Since the Gallup survey on physician engagement came out in 2015, most if not all hospital administrators made themselves familiar with the information that was collected. Since then, countless articles have been published highlighting the ways that healthcare organizations can keep their physicians engaged, yet, physician burnout and retention issues still exist, with more than 40% of physicians reporting that they are suffering from burnout.
In a subsequent survey, Jackson Physician Search conducted an engagement survey, using the same Gallup poll questions, but requested responses from both physicians and hospital administrators. The results illustrated a clear difference between the physician experience of engagement drivers and the administration’s perception of the same.
In their own words, physicians value autonomy and want to be treated fairly and with respect. All three of these factors contribute to physician engagement, and all three are areas where physician perception differs from administrators’ perception. With that in mind, let’s review how physician engagement expectations can be met.
Place appropriate emphasis on culture and fit.
More than at any time prior, physicians want to work for an organization that is aligned with their own values. Current physician shortages have created a very competitive physician recruitment environment, making it increasingly important to recruit and hire physicians who are a good fit for your organizational culture. If your organization does not have a recognizable or clearly defined culture, consider investing the time to find out. Further, it is important to recognize that an engaged physician staff are more productive and generates more revenue than physicians who are not engaged.
Ensure administrative actions are aligned with physician goals.
Physicians care about the patients they are serving. When asked about the source of their frustration, many cite what they deem to be unreasonable expectations put upon them by executive decree. There is always a reason why administrators place a goal or expectation on a physician, and usually, there is data to back it up. Where the gap materializes is that the data or reason behind an administrative action is not shared with the physician staff. When physicians perceive that administrative actions are conflicting with their medical decision-making, any sense of autonomy is lost. Transparency regarding goals and expectations facilitates physician buy-in and reduces unnecessary stress and burnout.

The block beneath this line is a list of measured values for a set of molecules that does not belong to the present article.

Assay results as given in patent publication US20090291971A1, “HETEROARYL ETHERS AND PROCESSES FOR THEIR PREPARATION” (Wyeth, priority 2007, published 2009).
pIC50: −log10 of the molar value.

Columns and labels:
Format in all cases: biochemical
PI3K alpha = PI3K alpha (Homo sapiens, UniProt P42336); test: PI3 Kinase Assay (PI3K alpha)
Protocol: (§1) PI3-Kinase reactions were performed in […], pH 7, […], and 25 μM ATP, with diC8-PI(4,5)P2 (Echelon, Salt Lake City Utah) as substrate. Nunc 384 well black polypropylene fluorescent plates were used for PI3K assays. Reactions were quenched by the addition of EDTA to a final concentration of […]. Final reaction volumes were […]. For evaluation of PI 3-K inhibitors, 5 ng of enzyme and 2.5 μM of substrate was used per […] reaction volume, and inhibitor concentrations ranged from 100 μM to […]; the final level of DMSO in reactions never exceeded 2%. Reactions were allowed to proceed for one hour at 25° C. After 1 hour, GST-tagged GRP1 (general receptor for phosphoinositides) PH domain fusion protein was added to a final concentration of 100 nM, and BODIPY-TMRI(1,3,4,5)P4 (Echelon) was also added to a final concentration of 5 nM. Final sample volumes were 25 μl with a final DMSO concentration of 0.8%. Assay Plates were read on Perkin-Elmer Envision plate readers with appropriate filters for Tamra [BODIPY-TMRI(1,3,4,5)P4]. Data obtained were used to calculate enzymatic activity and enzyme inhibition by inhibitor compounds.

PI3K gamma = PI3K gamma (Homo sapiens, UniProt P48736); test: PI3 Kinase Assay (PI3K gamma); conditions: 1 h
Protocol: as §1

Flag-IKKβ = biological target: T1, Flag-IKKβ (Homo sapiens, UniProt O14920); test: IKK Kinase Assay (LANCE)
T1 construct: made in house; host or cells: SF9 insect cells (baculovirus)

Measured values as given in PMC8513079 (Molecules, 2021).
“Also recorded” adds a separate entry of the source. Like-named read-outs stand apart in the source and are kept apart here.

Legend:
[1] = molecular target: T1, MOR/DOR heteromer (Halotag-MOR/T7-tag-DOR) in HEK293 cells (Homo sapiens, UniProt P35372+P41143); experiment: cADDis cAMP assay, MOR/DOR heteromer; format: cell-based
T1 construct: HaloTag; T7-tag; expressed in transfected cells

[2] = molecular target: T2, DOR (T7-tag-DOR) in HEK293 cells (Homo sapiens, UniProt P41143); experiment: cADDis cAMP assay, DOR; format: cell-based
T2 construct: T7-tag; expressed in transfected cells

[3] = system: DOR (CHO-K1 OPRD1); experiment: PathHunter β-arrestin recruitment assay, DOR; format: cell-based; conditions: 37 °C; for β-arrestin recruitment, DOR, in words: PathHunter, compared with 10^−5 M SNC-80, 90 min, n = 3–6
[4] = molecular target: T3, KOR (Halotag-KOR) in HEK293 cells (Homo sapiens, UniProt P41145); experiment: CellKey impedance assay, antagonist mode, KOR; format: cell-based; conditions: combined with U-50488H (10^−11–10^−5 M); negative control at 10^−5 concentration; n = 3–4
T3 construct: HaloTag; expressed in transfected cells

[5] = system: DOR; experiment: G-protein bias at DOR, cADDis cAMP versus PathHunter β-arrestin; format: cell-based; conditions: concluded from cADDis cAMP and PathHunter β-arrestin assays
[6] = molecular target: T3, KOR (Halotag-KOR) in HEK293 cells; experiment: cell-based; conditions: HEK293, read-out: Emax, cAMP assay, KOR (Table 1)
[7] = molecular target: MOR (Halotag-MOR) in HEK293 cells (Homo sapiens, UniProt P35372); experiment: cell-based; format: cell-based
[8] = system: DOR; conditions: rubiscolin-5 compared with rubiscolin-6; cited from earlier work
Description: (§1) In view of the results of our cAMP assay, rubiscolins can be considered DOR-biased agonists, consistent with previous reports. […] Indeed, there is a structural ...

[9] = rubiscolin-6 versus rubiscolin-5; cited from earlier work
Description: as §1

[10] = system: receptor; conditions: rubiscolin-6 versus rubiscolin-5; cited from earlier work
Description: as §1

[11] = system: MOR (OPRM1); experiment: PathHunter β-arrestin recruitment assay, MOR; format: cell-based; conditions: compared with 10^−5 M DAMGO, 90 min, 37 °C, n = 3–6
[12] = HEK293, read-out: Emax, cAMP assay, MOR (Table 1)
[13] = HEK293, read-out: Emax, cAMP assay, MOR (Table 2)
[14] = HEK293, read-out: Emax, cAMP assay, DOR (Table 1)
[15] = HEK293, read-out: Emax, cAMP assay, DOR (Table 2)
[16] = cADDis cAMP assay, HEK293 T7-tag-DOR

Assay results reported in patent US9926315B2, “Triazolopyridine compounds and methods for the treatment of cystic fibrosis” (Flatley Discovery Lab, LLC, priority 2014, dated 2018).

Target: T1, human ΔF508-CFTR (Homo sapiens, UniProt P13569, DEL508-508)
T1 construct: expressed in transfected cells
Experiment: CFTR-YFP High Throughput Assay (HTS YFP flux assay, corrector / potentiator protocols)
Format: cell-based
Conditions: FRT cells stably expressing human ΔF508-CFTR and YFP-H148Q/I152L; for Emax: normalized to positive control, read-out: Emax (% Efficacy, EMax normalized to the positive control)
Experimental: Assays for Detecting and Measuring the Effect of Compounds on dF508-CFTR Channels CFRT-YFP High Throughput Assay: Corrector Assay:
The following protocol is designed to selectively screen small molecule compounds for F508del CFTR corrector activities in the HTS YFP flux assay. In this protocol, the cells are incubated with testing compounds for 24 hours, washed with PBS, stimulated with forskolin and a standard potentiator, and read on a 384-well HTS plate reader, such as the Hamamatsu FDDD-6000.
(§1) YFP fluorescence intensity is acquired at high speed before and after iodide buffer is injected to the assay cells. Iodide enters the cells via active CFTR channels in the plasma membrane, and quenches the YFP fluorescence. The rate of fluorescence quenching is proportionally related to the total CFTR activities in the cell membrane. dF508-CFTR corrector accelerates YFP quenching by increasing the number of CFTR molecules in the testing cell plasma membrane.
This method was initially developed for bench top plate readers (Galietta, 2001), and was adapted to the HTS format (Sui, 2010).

Cultivate an open environment for feedback and transparency.
The gap between physician perspective and that of administrators highlights the need for improved communication from the top down. Physicians are trained problem-solvers, and when they are engaged, they can be invaluable in helping to solve organizational issues and other challenges in the workplace. Creating a culture of open and honest communication and feedback can ignite their problem-solving skills and lead to solutions that may be missed without a front-line perspective.
Implement a Physician Leadership development strategy.
In addition to being problem solvers, many physicians are natural leaders. In a 2019 poll conducted by the Medical Group Management Association, 67% of respondents cited that no leadership coaching was provided to their clinicians. Admittedly, not every physician has the interpersonal skills to be an effective leader or executive. But, there are many other ways that physicians can be developed to provide effective leadership to a slew of organization objectives. Those with demonstrated leadership skills and abilities should be groomed to take on future roles within the organization. Others, who exhibit different types of problem-solving or leadership skills can be trained to provide specific project-level leadership to help achieve organizational objectives. The key is to tap into each individual’s skill set to develop and nurture their innate skills and abilities.
Create a culture of support.
Too often, healthcare organizations develop a tendency to overreact to regulatory and qualitative burdens. No one will argue that raising the standards of care are important, but to the practicing physician, the regulatory burdens can be crushing. All of the above recommendations should contribute to a recognized need for healthcare organizations to develop an environment where regulatory and qualitative burdens are met by a collaborative approach. Together, administrators and physicians should communicate about a collective approach to achieving quality standards and meeting the increasing regulatory burden.
The roadmap to achieving physician engagement, while satisfying their desire for autonomy in patient care decisions is hardly different than in organizations across the employment spectrum. Physicians, like most working individuals, want to work in an environment where they are valued, have an opportunity to participate in the decision-making process, and are supported by leadership.
To learn more about how your healthcare organization can improve physician engagement and retention, contact an experienced Jackson Physician Search industry professional today.
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